The steamboat conveying Andrew Jackson up the Ohio River toward his tumultuous 1829 inauguration had brooms lashed to its bow, symbolizing Old Hickory's vow to clean up Washington. But sweeping out Washington's Augean stables, like painting the Golden Gate Bridge, is steady work, so steady it never ends. Neither do the policies that cosset sugar producers.
These immortal measures just received the Senate's benediction because they illustrate the only law Washington can be counted on to respect. It is the law of dispersed costs but concentrated benefits.
The provisions by which Washington transfers wealth from 316 million American consumers to a few thousand sugar producers are part of a "temporary" commodity support program created during the Great Depression. Not even the New Deal could prolong the Depression forever. It ended. But sugar protectionism is forever.
The Senate recently voted 54-45 against even mild reforms of the baroque architecture of protections for producers of sugar cane and sugar beets.
The government guarantees up to 85 percent of the U.S. sugar market for U.S.-produced sugar. The remaining portion of the market is allocated for imports from particular countries at a preferential tariff rate. Minimum prices are guaranteed for sugar from cane and beets. Surplus sugar — meaning that which U.S. producers cannot profitably sell — is bought by the government and sold at a loss to producers of ethanol, another program whose irrationalities are ubiquitous.
All this probably means $3.7 billion in higher sugar costs. It also means scores of thousands of lost jobs as manufacturers of candy and products with significant sugar content move jobs to countries where they can pay the much lower world price of sugar. The big companies like Mars and Hershey can locate plants around the world. The hundreds of family-owned American candy companies cannot.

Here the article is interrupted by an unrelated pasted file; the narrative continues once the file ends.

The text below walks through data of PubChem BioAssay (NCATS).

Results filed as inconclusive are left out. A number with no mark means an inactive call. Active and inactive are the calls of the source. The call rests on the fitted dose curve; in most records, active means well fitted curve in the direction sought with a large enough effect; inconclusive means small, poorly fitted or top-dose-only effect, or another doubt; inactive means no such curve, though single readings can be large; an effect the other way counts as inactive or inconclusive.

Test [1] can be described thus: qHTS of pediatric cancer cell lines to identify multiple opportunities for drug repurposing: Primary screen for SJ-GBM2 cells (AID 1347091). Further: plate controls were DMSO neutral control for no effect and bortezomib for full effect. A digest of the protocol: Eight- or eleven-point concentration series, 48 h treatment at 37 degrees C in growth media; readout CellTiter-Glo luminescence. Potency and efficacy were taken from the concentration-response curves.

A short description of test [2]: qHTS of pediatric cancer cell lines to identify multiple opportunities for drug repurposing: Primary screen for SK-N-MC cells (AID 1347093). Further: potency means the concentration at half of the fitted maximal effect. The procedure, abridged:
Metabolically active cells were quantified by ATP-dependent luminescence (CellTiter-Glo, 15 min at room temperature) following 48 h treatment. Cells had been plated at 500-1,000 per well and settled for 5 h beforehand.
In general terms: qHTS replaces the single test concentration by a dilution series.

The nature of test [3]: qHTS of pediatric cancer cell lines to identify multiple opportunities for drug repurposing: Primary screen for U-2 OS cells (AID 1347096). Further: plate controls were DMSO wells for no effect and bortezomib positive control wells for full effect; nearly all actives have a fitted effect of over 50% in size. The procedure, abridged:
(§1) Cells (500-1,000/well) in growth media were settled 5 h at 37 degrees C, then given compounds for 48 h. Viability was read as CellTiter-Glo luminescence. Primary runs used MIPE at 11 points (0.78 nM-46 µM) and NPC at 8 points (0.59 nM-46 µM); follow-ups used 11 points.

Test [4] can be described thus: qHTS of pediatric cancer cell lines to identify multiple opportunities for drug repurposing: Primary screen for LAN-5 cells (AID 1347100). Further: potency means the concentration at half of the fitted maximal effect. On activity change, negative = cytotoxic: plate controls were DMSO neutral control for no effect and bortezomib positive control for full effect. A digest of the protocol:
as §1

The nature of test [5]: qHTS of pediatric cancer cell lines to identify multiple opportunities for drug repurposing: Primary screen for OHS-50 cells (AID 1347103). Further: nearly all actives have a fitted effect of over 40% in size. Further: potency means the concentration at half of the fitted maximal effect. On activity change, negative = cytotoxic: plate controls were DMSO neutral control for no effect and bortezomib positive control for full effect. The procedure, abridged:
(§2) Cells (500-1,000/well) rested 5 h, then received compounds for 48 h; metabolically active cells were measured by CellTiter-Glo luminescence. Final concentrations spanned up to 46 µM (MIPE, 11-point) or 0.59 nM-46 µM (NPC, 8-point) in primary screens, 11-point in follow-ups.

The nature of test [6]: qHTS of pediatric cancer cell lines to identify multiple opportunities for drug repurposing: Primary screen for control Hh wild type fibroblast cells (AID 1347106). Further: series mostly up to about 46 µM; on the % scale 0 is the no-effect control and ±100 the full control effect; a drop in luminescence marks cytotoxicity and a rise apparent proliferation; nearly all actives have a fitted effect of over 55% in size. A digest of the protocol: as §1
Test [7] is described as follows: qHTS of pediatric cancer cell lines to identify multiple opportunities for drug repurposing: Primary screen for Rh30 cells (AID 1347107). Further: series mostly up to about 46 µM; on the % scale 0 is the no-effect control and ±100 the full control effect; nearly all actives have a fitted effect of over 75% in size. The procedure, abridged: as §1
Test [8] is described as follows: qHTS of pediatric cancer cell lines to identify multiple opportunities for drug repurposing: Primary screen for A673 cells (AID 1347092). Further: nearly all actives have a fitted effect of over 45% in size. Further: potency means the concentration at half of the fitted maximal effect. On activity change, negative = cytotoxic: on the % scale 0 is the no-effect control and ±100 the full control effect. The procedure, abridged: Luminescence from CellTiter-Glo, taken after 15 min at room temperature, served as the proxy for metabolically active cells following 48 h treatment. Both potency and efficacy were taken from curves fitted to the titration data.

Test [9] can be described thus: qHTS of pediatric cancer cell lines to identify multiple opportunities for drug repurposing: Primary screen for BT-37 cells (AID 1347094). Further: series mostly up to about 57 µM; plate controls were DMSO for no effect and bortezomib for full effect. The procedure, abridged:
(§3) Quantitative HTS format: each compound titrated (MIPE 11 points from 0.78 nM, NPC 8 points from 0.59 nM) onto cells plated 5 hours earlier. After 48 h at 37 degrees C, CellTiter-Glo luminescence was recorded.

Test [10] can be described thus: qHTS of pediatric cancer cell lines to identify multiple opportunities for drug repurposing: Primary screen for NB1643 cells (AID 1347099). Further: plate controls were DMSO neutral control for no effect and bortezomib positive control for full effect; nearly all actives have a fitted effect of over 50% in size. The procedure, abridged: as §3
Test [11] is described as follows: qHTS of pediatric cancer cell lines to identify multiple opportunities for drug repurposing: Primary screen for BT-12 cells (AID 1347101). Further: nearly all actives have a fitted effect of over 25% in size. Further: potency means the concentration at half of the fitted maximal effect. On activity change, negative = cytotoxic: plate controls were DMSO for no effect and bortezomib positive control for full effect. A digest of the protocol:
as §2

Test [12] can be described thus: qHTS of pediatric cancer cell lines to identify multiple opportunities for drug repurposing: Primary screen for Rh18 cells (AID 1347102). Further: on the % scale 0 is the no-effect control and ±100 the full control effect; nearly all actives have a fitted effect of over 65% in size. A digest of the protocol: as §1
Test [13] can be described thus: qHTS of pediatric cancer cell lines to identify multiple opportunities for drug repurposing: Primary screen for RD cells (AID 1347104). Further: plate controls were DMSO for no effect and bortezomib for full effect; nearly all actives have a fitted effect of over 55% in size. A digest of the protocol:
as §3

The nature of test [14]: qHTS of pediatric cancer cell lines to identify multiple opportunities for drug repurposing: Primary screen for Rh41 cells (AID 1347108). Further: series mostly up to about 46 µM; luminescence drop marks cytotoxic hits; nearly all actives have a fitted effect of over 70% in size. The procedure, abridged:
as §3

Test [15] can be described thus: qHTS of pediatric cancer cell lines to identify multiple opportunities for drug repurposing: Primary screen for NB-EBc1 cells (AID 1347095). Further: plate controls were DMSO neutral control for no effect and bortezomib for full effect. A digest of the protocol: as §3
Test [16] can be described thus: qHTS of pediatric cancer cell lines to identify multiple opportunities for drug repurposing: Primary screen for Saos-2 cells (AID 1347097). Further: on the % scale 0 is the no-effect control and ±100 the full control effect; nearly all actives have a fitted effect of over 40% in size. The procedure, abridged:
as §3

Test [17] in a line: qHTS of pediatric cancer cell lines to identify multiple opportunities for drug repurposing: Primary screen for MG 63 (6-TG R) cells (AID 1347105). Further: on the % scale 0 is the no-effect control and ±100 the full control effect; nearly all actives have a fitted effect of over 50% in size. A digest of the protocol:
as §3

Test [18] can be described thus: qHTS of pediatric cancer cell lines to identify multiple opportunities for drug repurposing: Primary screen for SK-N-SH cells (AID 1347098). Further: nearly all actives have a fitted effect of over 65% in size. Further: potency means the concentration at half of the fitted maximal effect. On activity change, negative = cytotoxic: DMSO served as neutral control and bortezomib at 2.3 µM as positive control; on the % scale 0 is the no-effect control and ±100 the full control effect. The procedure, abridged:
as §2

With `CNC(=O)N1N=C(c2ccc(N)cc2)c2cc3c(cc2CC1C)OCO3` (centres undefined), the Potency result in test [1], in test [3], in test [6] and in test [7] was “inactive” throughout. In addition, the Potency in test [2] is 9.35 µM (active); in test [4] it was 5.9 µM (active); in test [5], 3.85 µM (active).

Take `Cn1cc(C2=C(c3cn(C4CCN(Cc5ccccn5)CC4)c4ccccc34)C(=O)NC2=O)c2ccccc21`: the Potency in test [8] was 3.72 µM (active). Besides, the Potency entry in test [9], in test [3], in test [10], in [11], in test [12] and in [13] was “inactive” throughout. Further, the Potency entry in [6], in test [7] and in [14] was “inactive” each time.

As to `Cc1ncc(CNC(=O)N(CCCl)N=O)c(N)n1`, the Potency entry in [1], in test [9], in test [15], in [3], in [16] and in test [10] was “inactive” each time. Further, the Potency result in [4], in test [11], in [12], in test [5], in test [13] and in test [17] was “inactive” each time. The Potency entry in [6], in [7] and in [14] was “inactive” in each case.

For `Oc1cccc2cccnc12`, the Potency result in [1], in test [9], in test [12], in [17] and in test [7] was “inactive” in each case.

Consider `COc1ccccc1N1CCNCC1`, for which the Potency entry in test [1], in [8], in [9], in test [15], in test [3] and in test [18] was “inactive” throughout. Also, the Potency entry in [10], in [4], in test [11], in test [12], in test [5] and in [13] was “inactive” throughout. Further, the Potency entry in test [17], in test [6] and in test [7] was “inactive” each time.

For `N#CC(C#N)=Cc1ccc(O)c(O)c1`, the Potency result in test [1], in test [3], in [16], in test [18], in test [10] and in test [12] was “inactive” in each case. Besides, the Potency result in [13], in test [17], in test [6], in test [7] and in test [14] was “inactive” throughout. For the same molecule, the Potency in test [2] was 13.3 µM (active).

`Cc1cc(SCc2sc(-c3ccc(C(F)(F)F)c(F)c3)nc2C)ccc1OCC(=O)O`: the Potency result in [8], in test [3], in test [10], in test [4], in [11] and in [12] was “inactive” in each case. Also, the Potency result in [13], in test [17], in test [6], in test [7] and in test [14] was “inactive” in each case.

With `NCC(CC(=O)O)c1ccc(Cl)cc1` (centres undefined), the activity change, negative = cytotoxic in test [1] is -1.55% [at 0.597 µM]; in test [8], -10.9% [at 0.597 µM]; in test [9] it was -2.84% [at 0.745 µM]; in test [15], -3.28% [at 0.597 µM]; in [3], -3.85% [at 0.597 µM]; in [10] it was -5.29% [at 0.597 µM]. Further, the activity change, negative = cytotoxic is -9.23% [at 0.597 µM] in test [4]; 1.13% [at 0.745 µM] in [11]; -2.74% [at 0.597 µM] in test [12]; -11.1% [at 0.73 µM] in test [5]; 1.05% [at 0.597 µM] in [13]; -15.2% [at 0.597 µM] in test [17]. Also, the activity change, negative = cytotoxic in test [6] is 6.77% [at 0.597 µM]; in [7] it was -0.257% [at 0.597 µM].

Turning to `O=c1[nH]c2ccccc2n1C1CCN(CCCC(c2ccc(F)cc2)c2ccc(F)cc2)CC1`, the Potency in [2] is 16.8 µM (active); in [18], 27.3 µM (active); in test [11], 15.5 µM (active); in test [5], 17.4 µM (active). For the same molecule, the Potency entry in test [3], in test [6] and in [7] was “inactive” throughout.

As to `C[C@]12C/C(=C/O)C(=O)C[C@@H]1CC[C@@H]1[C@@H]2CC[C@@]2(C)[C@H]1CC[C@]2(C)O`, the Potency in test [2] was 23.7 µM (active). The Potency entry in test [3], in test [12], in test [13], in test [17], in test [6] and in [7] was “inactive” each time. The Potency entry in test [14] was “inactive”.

In the last four years, the U.S. price has averaged between 64 percent to 92 percent higher than the world price. The costs are dispersed to 316 million consumers. The benefits accrue primarily to 4,700 sugar beet and sugar cane farms.
What begins in Washington as simple garden-variety grasping becomes an entitlement, the argument being that the longer the benefit has lived, the more its beneficiaries have built their lives around it, so ending it would be disruptive. Again, the Senate voted not on ending sugar protectionism but on making it slightly less irrational.
Sugar protectionism is government planning. It is industrial policy — government picking winners and losers — applied to agriculture. It is politics supplanting the market in allocating wealth and opportunity. And it is perfectly all right with 20 of the 45 Republican senators.
That many voted against modest reforms, thereby rendering themselves forever ineligible to speak the language of limited government. One of them is known as tea-party-favorite (this compound word is his first name, judging by the way he is constantly identified by the media) Marco Rubio.
Rubio is fluent in that language but he represents Florida. Actually, he represents the state's sugar cane growers better than he does its 19.3 million sugar consumers, or his own tea party expostulations. Texas, too, has cane growers but Sen. Ted Cruz, elected by espousing tea party principles, voted for those principles by voting for reform.
President Lincoln's biggest blunder was — no, not Gen. George McClellan — creating the Agriculture Department. Since 1995, 75 percent of all agriculture subsidies have gone to the largest and wealthiest 10 percent of farms.
Largely because of steadily loosened eligibility criteria — loosened at the collaborative behest of agriculture interests and the "caring class" (i.e., welfare workers) — food stamps are now used by 48 million Americans. The stamps buy less than they would were sugar quotas not raising the price of every edible thing, from ketchup to bread to yogurt, that contains sugar. But, then, big government always is most caring about the strong, the articulate, and the organized.
About 6,700 generations (200,000 years of 30-year generations) ago, the human race arrived. About 400 generations ago, agriculture began. Seven generations ago (1800), it took five American farmers to feed one non-farmer. Until four generations ago, a majority of American workers were in agriculture. Today, less than 2 percent of the workforce are farmers, and one farmworker feeds 300 people. But 6,700 generations from now, there will still be today's web of policies — not a safety net but a hammock — woven for the comfort of sugar producers.
George F. Will is one of today's most recognized writers, with more than 450 newspapers, a Newsweek column, and his appearances as a political commentator on ABC. Read more reports from George Will — Click Here Now.
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